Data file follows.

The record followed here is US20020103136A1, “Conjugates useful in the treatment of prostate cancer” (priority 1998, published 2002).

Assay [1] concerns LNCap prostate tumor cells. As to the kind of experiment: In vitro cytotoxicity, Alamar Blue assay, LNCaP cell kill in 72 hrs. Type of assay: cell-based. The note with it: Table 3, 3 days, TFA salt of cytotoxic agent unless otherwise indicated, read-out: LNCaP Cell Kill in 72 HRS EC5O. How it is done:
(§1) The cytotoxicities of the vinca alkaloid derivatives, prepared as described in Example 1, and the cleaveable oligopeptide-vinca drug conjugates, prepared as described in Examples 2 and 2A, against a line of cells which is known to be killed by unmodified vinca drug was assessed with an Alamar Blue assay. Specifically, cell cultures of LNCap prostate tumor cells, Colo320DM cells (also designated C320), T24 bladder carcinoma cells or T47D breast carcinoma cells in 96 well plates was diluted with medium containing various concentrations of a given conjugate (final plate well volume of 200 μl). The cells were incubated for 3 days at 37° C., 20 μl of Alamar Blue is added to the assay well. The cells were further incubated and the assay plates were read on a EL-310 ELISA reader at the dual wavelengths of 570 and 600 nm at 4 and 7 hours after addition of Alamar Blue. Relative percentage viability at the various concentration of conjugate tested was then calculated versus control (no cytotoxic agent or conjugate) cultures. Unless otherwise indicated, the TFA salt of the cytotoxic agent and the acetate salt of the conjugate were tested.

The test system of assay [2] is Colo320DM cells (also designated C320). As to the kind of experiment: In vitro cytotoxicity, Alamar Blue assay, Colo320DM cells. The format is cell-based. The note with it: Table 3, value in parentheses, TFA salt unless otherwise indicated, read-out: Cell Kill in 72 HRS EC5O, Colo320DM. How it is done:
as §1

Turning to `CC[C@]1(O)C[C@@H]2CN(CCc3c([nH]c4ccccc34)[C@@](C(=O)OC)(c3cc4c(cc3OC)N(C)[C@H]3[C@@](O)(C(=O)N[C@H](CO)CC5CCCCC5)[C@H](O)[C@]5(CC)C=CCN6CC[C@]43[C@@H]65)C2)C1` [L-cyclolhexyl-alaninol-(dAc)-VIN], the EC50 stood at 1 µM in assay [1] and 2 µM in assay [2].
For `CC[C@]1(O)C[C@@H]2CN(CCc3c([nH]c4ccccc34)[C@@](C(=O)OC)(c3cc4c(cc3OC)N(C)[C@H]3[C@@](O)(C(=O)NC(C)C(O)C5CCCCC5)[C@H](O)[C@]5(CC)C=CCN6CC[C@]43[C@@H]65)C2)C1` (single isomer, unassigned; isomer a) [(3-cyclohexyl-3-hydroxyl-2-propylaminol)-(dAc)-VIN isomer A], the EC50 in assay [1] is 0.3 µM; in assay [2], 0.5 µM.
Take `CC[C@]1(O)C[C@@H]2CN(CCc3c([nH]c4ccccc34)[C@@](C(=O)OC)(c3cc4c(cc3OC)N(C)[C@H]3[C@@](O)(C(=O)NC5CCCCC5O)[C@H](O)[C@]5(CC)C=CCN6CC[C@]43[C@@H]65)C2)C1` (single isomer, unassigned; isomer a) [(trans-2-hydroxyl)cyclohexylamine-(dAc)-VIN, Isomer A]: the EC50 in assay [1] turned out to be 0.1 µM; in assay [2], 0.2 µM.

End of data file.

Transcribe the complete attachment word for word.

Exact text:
The record followed here is US20020103136A1, “Conjugates useful in the treatment of prostate cancer” (priority 1998, published 2002).

Assay [1] concerns LNCap prostate tumor cells. As to the kind of experiment: In vitro cytotoxicity, Alamar Blue assay, LNCaP cell kill in 72 hrs. Type of assay: cell-based. The note with it: Table 3, 3 days, TFA salt of cytotoxic agent unless otherwise indicated, read-out: LNCaP Cell Kill in 72 HRS EC5O. How it is done:
(§1) The cytotoxicities of the vinca alkaloid derivatives, prepared as described in Example 1, and the cleaveable oligopeptide-vinca drug conjugates, prepared as described in Examples 2 and 2A, against a line of cells which is known to be killed by unmodified vinca drug was assessed with an Alamar Blue assay. Specifically, cell cultures of LNCap prostate tumor cells, Colo320DM cells (also designated C320), T24 bladder carcinoma cells or T47D breast carcinoma cells in 96 well plates was diluted with medium containing various concentrations of a given conjugate (final plate well volume of 200 μl). The cells were incubated for 3 days at 37° C., 20 μl of Alamar Blue is added to the assay well. The cells were further incubated and the assay plates were read on a EL-310 ELISA reader at the dual wavelengths of 570 and 600 nm at 4 and 7 hours after addition of Alamar Blue. Relative percentage viability at the various concentration of conjugate tested was then calculated versus control (no cytotoxic agent or conjugate) cultures. Unless otherwise indicated, the TFA salt of the cytotoxic agent and the acetate salt of the conjugate were tested.

The test system of assay [2] is Colo320DM cells (also designated C320). As to the kind of experiment: In vitro cytotoxicity, Alamar Blue assay, Colo320DM cells. The format is cell-based. The note with it: Table 3, value in parentheses, TFA salt unless otherwise indicated, read-out: Cell Kill in 72 HRS EC5O, Colo320DM. How it is done:
as §1

Turning to `CC[C@]1(O)C[C@@H]2CN(CCc3c([nH]c4ccccc34)[C@@](C(=O)OC)(c3cc4c(cc3OC)N(C)[C@H]3[C@@](O)(C(=O)N[C@H](CO)CC5CCCCC5)[C@H](O)[C@]5(CC)C=CCN6CC[C@]43[C@@H]65)C2)C1` [L-cyclolhexyl-alaninol-(dAc)-VIN], the EC50 stood at 1 µM in assay [1] and 2 µM in assay [2].
For `CC[C@]1(O)C[C@@H]2CN(CCc3c([nH]c4ccccc34)[C@@](C(=O)OC)(c3cc4c(cc3OC)N(C)[C@H]3[C@@](O)(C(=O)NC(C)C(O)C5CCCCC5)[C@H](O)[C@]5(CC)C=CCN6CC[C@]43[C@@H]65)C2)C1` (single isomer, unassigned; isomer a) [(3-cyclohexyl-3-hydroxyl-2-propylaminol)-(dAc)-VIN isomer A], the EC50 in assay [1] is 0.3 µM; in assay [2], 0.5 µM.
Take `CC[C@]1(O)C[C@@H]2CN(CCc3c([nH]c4ccccc34)[C@@](C(=O)OC)(c3cc4c(cc3OC)N(C)[C@H]3[C@@](O)(C(=O)NC5CCCCC5O)[C@H](O)[C@]5(CC)C=CCN6CC[C@]43[C@@H]65)C2)C1` (single isomer, unassigned; isomer a) [(trans-2-hydroxyl)cyclohexylamine-(dAc)-VIN, Isomer A]: the EC50 in assay [1] turned out to be 0.1 µM; in assay [2], 0.2 µM.